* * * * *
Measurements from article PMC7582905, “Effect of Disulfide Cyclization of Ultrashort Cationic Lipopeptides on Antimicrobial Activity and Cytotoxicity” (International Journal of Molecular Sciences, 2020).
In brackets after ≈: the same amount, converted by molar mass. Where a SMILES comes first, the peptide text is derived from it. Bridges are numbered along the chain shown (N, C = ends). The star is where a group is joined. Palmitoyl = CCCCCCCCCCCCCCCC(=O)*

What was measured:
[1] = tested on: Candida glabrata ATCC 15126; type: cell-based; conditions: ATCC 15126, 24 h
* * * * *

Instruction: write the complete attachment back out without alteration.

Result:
Measurements from article PMC7582905, “Effect of Disulfide Cyclization of Ultrashort Cationic Lipopeptides on Antimicrobial Activity and Cytotoxicity” (International Journal of Molecular Sciences, 2020).
In brackets after ≈: the same amount, converted by molar mass. Where a SMILES comes first, the peptide text is derived from it. Bridges are numbered along the chain shown (N, C = ends). The star is where a group is joined. Palmitoyl = CCCCCCCCCCCCCCCC(=O)*

What was measured:
[1] = tested on: Candida glabrata ATCC 15126; type: cell-based; conditions: ATCC 15126, 24 h